Relaxation of scope clauses allows embattled airline to double number of smaller jets

US Airways has won a long-sought agreement with its pilots union to allow the airline to double its regional jet fleet from 70 to 140 aircraft. The agreement will allow US Airways regional carriers to operate additional regional jets with 50 or fewer seats. The airline had reached its earlier scope clause limit of 70 regional jets in February.

In return for the deal, Air Line Pilots Association members have received job protection assurances for at least 287 senior pilots and for some non-union pilots flying with US Airways Express carriers.

Adding more regional jets is seen as crucial to the airline's long-term viability. US Airways president and chief executive David Siegel last week cited increased competition from regional jet operators as a contributor to the airline's $269 million first-quarter loss.

With the highest costs among US airlines, US Airways has faced stiff competition from regional jet operators on its East Coast routes.

The airline had just $561 million in cash as of 31 March and will apply for US government loan guarantees, says Siegel. Although the airline has received a $169 million tax refund and predicts a positive operating cash flow by the second quarter, liquidity could become a major concern by year-end, without the federal loan guarantee and a reduced cost structure, says Standard & Poor's.

US Airways is expected to allocate the bulk of the 70 additional regional jets to wholly owned Express carriers, starting with the currently inactive Potomac Air, which was shut down last September when its Washington National base was closed after the terrorist attacks.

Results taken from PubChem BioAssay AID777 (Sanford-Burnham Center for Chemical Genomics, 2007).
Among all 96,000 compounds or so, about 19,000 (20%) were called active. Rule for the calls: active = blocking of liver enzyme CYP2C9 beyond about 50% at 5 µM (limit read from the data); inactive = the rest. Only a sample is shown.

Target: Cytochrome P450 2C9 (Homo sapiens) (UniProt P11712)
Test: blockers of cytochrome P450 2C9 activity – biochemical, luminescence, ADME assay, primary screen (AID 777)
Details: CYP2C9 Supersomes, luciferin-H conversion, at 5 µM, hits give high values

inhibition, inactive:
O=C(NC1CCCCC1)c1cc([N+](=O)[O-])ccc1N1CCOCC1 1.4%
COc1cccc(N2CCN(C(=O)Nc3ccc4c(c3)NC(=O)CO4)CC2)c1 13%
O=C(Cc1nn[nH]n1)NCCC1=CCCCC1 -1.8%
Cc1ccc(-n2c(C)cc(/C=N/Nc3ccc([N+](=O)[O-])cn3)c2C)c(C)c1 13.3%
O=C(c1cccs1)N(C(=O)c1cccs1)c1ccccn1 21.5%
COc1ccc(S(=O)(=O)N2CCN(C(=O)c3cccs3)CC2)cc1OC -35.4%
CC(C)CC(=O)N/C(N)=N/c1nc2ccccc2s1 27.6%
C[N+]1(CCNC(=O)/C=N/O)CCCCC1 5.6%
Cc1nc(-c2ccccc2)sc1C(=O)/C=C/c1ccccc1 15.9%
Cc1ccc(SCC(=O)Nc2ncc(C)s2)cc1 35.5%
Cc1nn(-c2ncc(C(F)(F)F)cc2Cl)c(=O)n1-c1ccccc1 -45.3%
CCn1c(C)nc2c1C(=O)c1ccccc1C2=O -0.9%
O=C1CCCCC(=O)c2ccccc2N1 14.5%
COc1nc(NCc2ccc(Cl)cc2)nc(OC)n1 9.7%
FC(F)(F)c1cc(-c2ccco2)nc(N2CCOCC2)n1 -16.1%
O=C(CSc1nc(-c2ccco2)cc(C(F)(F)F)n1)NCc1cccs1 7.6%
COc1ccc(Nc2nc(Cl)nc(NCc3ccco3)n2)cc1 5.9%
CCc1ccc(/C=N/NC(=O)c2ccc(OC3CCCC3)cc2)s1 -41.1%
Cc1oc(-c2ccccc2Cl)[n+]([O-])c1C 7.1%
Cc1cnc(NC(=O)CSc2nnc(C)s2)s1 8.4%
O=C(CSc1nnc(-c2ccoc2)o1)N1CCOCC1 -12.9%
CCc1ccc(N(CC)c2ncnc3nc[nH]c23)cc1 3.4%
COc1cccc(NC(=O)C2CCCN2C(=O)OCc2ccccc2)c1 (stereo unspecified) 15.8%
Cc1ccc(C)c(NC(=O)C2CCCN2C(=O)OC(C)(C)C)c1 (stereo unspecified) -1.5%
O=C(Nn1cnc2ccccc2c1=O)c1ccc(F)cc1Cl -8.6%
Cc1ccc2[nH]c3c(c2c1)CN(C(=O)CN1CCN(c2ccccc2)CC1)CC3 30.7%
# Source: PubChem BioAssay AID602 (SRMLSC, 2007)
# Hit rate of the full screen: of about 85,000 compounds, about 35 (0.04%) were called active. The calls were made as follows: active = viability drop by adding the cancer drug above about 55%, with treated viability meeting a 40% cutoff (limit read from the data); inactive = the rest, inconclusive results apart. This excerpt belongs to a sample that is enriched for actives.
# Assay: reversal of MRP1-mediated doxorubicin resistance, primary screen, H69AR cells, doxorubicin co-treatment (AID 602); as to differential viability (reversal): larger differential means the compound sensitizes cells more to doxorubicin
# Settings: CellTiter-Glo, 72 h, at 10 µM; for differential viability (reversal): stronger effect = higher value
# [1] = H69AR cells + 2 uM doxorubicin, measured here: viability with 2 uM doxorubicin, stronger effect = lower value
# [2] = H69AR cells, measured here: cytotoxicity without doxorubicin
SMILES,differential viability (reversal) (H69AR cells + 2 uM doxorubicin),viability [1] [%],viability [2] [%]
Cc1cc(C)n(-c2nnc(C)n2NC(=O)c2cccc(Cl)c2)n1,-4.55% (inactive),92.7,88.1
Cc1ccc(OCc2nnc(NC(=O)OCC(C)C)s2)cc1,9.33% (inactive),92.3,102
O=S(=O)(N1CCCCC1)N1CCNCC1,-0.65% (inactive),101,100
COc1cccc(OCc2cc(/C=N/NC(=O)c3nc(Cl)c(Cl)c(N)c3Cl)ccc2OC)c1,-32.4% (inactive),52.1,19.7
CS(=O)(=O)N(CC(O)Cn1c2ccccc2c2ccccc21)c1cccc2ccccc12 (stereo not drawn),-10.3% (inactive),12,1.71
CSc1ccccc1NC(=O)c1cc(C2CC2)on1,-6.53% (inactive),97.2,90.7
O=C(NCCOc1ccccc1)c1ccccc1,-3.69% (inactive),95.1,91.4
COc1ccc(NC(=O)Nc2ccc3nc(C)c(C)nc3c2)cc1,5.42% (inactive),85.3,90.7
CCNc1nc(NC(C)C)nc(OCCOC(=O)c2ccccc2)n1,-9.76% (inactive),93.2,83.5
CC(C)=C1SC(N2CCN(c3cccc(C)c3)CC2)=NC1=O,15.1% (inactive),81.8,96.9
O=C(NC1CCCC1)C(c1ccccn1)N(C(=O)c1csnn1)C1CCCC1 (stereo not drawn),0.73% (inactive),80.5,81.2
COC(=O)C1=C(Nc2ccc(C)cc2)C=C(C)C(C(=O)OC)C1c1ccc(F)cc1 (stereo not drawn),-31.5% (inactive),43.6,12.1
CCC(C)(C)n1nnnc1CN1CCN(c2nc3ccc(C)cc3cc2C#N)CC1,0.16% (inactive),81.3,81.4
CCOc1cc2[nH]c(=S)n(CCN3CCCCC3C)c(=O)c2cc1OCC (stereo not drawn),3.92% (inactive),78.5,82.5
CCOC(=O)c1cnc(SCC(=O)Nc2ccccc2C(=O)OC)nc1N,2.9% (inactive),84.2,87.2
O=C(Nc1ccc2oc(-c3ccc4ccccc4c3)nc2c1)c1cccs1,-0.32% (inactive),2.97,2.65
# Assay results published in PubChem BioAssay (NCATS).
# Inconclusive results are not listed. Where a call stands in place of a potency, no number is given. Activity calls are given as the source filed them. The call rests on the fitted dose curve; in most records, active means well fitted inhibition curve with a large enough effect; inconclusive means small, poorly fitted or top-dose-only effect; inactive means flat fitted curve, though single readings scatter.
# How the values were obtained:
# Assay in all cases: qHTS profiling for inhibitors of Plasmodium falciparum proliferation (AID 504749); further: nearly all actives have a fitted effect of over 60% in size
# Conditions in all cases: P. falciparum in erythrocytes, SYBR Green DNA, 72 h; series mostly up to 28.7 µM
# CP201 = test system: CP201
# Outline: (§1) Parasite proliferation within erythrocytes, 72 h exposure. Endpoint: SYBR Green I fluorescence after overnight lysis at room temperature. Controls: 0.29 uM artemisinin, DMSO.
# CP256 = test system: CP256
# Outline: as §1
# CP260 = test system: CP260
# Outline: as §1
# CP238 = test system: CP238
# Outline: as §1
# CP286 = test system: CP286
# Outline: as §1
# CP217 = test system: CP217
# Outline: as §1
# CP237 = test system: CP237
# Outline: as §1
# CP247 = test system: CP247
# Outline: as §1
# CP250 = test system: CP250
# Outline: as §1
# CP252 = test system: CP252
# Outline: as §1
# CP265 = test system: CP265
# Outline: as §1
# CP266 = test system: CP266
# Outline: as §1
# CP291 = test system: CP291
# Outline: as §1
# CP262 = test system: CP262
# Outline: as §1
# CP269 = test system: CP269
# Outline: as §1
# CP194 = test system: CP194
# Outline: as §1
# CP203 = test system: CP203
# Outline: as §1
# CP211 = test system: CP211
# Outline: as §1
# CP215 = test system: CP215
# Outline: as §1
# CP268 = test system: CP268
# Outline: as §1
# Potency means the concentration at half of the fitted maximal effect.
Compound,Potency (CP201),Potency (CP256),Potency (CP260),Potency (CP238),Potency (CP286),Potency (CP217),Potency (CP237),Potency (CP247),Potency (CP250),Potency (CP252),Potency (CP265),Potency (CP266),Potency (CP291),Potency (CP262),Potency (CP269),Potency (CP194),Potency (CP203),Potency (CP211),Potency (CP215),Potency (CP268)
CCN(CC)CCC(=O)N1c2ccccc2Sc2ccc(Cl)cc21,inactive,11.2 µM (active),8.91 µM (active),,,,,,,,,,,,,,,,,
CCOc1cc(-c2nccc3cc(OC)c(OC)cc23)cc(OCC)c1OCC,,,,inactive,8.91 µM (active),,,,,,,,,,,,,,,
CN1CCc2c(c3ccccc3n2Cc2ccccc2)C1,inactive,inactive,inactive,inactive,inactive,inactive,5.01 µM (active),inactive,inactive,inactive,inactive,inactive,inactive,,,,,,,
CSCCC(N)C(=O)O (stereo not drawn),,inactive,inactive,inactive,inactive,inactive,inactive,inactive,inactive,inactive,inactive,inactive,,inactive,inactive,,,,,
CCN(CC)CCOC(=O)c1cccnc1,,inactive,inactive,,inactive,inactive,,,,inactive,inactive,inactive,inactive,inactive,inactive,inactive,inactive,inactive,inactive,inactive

US Airways partner carriers Chautauqua Airlines and Mesa Airlines account for all 70 regional jets in Express service and both are keen to expand.

The agreement addresses some of the union's concerns, including the restriction of additional regional jets to 50 seats, and a guarantee of jobs to furloughed pilots if any new aircraft are earmarked for Potomac Air.

However, concessions from unions, management and suppliers remain part of a business plan to be submitted to the US government as part of the loan guarantee application, which must be received by 28 June.

The carrier has not unveiled any new regional jet orders for US Airways Express, which now operates Bombardier CRJ200s and Embraer ERJ-145s.

Source: Flight International